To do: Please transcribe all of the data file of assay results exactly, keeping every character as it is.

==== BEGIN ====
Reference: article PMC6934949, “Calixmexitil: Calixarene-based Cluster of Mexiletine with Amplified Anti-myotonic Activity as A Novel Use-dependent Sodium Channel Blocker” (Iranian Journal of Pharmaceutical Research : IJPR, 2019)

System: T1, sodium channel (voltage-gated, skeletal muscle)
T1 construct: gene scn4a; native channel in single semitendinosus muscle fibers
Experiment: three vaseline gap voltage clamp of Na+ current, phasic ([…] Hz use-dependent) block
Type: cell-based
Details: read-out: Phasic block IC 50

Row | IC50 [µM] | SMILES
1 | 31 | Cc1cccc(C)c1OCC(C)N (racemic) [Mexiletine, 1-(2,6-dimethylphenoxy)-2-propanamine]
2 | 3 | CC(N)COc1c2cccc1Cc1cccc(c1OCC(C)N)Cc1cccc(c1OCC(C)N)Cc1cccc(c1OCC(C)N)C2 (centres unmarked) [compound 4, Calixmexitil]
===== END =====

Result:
Reference: article PMC6934949, “Calixmexitil: Calixarene-based Cluster of Mexiletine with Amplified Anti-myotonic Activity as A Novel Use-dependent Sodium Channel Blocker” (Iranian Journal of Pharmaceutical Research : IJPR, 2019)

System: T1, sodium channel (voltage-gated, skeletal muscle)
T1 construct: gene scn4a; native channel in single semitendinosus muscle fibers
Experiment: three vaseline gap voltage clamp of Na+ current, phasic ([…] Hz use-dependent) block
Type: cell-based
Details: read-out: Phasic block IC 50

Row | IC50 [µM] | SMILES
1 | 31 | Cc1cccc(C)c1OCC(C)N (racemic) [Mexiletine, 1-(2,6-dimethylphenoxy)-2-propanamine]
2 | 3 | CC(N)COc1c2cccc1Cc1cccc(c1OCC(C)N)Cc1cccc(c1OCC(C)N)Cc1cccc(c1OCC(C)N)C2 (centres unmarked) [compound 4, Calixmexitil]